August 4, 2010
Kudos to the SEC...
Given the size and breadth of our behemoth stock market, perhaps the best any regulatory agency can do is to ensure adequate disclosure of the deal and/or circumstances. As FDR said upon presenting the first securities law to Congress in 1933:
The Federal Government cannot and should not take any action which might be construed as approving or guaranteeing that newly issued securities are sound in the sense that their value will be maintained or that the properties which they represent will earn profit...There is, however, an obligation upon us to insist that every issue to be sold in interstate commerce shall be accompanied by full publicity and information.
Charles R. Geisst, Wall Street/A History (1997), p. 228
Which is why we should celebrate the announcement late last week that the SEC had exacted a $75 million penalty from Citigroup for its downplaying of subprime exposure in 2007. In sum, the SEC took issue with the bank minimizing its subprime exposure as $13 billion "when in fact it was more than $50 billion". Not only did the Commission signal that it shall not wait for Congress or class action juries to tackle the key issue of the Crisis, it also named company officials for their part in the lacking disclosures (Citigroup and the executives settled without admitting or denying the allegations).
The SEC's public statement on the charges is itself noteworthy for many reasons:
1. The SEC Director of Enforcement is quoted as saying "Even as late as fall 2007, as the mortgage market was rapidly deteriorating, Citigroup boasted of superior risk management skills..." The focus on 2007 is much more accurate than the 2008 disaster timeline previously offered by the industry (which, of course, serves to benefit from superficial notions of the global economic crisis being "the perfect storm");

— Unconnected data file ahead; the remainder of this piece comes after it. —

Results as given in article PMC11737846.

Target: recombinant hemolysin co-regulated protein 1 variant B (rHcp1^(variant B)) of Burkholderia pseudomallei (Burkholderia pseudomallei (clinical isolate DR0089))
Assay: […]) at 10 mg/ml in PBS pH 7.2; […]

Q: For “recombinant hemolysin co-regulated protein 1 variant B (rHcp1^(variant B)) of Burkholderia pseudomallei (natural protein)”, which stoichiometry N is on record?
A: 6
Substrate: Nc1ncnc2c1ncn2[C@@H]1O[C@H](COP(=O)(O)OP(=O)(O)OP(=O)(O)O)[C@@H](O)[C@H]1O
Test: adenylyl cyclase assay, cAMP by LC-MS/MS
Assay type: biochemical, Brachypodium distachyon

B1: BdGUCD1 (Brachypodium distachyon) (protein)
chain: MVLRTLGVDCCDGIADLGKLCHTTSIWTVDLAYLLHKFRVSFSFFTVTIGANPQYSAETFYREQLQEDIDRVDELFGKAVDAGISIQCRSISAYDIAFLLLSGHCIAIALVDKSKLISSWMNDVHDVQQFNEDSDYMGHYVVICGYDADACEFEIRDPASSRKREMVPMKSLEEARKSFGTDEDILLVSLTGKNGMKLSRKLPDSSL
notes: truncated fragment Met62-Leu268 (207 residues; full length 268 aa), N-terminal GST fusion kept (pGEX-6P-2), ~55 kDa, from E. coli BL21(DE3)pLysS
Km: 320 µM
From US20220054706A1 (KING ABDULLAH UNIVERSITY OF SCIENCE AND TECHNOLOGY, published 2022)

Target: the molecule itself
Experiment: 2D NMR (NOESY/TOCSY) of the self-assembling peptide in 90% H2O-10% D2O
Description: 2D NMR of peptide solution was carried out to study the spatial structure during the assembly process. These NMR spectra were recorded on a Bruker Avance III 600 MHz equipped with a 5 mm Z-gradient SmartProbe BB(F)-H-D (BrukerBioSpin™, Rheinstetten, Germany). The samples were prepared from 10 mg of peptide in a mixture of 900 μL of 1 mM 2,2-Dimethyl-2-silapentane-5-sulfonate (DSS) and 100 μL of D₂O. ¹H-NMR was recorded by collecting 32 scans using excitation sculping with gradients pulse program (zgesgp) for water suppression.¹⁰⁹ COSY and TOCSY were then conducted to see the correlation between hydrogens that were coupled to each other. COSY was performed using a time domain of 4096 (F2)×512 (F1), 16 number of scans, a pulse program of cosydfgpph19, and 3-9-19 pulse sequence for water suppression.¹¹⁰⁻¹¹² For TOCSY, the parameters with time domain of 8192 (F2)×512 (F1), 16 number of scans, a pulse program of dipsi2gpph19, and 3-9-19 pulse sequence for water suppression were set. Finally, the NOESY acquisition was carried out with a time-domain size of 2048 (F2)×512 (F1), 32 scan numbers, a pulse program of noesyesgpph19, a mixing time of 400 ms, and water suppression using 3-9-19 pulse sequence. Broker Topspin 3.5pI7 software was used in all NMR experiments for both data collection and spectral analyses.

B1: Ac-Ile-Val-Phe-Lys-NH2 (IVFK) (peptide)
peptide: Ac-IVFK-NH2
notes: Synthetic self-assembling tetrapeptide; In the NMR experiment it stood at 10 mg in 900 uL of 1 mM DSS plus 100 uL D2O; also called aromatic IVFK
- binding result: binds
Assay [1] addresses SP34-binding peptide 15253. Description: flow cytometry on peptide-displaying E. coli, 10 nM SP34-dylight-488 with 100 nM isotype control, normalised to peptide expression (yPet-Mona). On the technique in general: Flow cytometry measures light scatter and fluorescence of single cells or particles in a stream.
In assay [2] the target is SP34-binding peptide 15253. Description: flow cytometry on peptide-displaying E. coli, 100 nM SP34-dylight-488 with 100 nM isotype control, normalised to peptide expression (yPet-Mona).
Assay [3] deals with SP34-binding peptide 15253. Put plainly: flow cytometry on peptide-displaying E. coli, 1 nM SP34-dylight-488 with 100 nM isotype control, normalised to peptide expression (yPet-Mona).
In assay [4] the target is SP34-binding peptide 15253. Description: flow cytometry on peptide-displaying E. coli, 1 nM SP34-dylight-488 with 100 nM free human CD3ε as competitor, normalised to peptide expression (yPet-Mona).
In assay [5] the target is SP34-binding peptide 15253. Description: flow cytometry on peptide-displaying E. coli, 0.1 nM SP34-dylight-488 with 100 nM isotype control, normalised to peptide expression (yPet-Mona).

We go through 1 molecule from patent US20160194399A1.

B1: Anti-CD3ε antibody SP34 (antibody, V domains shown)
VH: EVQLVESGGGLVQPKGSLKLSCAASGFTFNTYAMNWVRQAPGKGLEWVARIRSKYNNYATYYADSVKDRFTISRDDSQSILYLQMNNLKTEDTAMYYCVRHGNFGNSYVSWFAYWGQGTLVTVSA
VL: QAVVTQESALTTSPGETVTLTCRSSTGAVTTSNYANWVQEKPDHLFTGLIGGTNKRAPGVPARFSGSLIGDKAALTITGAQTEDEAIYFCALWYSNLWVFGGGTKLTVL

2. Likewise the pinning of the alleged violations to specific numbers and "tranches" indicates some heavy lifting by the Commission - applaudable efforts given the routine deference accorded the "technical" world of CDOs;
3. The charges were brought even though the assets in question were eventually disclosed by Citigroup in November 2007, indicating a lack of tolerance for any "eventual disclosure" defense.
4. The fact pattern indicates that the bank's eventual disclosure was prompted by ratings downgrades, revealing that, even though flawed, the credit rating agency model of 2007/2008 did occasionally serve a salutary purpose.
Overall, bravo to the SEC for tackling a thorny issue (i.e., CDO pricing) that has staved off much inquiry and discipline to date. The Commission's statement (with links to the related civil complaint and order) can be found here: http://www.sec.gov/news/press/2010/2010-136.htm
August 4, 2010 | Permalink